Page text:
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Blog November 2022 Updated January 2023

Why Recyclers are Worrying About the EU Green Deal

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Conor Dowd Product Marketing Manager

On the surface, you would think the EU Green Deal should benefit the recycling sector. Scratch a little deeper, however, and you’ll find the legislation also gives rise to some dangers for the European recycling industry. As the industry gets to grips with the global implications, we ask whether the EU’s Green Deal is good deal for recyclers?

What is the EU Green Deal?

Launched in December 2019, the EU Green Deal is a comprehensive programme covering all areas of the European Union’s economy. It seeks to stop climate change, revert biodiversity loss, cut pollution and create a circular economy by 2050.

The circular economy is a good thing, isn’t it?

The circular economy is one of the main building blocks of the EU Green Deal. Under this economic model, raw materials are never thrown away but instead, reused or recycled.

In theory, that’s good news for recyclers, and clearly recycling is an integral part of the EU’s Circular Economy Package. Currently, EU-wide recycling targets stipulate that:

Recycling is set for growth

As well as promoting high-quality recycling, the EU also wants to broaden the variety of recycled materials to include not only paper, metals, glass, plastics, textiles, and waste electrical and electronic equipment (WEEE), but also construction waste, food, water, and nutrients.

Indeed, the Bureau of International Recycling (BIR) picked out some highlights from the European Commission’s proposals that will have big repercussions for the sector.

Under the Green Deal programme "EU companies should benefit from a robust and integrated single market for secondary raw materials and by-products."

If necessary, the Commission may yet go further to promote recycling and could consider “legal requirements to boost the market of secondary raw materials with mandatory recycled content (for instance for packaging, vehicles, construction materials and batteries)."

To simplify waste management for citizens and ensure cleaner secondary materials for businesses, the Commission will propose an EU model for separate waste collection. Not only that, but the Commission will also develop “requirements to ensure that all packaging in the EU market is reusable or recyclable in an economically viable manner by 2030."

The recycling industry, it seems, is set for growth but not everything in the EU Green Deal has been welcomed by the recycling industry…

Why are recyclers worried about the EU Green Deal?

Waste shipments is the simple answer.

Under the revised regulation on waste shipments, waste exports to non-OECD countries would be restricted and only allowed if third countries (those outside of the EU) are willing to receive certain waste types. That could mean that every shipment would need to be permitted before it was sent to South-East Asian countries for example.

Waste shipments to OECD countries, such as Turkey, would be monitored and could be suspended if they generate serious environmental problems in the country of destination.

All EU companies that currently export, would need to undertake an audit of facilities in the destination country showing that they manage this waste in an environmentally sound manner.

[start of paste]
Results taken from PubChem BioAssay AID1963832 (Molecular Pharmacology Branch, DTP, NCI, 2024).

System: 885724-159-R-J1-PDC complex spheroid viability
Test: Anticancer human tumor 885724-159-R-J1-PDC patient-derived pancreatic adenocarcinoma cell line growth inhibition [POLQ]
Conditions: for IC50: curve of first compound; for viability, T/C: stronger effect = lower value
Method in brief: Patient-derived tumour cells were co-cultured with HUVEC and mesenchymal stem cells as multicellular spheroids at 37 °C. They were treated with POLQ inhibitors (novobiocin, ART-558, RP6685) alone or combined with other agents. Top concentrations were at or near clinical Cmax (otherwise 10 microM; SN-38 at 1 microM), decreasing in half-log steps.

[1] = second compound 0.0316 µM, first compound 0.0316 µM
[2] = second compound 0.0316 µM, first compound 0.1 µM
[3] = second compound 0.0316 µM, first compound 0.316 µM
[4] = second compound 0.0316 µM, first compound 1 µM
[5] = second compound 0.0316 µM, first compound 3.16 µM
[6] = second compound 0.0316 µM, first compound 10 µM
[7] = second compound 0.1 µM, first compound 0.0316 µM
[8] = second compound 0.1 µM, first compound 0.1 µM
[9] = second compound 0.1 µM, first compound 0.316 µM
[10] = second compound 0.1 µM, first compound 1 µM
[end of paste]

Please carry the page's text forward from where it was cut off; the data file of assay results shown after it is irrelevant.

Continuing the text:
Could the proposals ultimately restrict recycling?

The European Recycling Industries’ Confederation (EuRIC) believes it might. It states that 80% of its paper and metal recycling companies expect a reduction in turnover under the new proposals.

Along with EuRIC, BIR has also warned that the proposals will effectively mean materials can only be traded within EU nations. Paper Division general delegate, Manuel Dominguez, warns there is “a risk of creating a captive market within the European countries” and this would inevitably lead to lower prices within the EU.

But European Commission executive vice-president for the European Green Deal, Frans Timmermans, defended the proposals, saying: “To succeed in the global fight against the climate and biodiversity crisis, we must take the responsibility to act at home as well as abroad.

“Our new rules to govern waste shipments will boost the circular economy and ensure that waste exports do not harm the environment or human health elsewhere.”

Targets may provide a solution

As a possible solution, EuRIC has urged European decisionmakers to introduce mandatory targets for recycled materials in new products. It believes this would go some way to preventing the damage caused by 27 million tonnes of recycled material that would no longer be shipped out of Europe to export destinations.

While EuRIC does not oppose restrictions on exporting problematic materials such as mixed plastics, it warned that “indiscriminate restrictions will suppress demand for high-value recycled materials such as metals and paper.”

Secretary general of EuRIC, Emmanuel Katrakis, added: “If MEPs want to ensure waste is recycled in Europe, they must enshrine binding targets for the use of recycled materials in intermediate products such as metals, paper, and plastics. If export prohibitions go ahead, high-value materials destined for recycling will instead pile up in landfill or end up incinerated.”

He added that these proposed rules could mean that virgin raw materials, and the additional pollution that would entail, could end up being cheaper and easier to trade than recycled materials because they would not be subject to the same restrictions.

And that would be big deal for everyone involved in the recycling sector.

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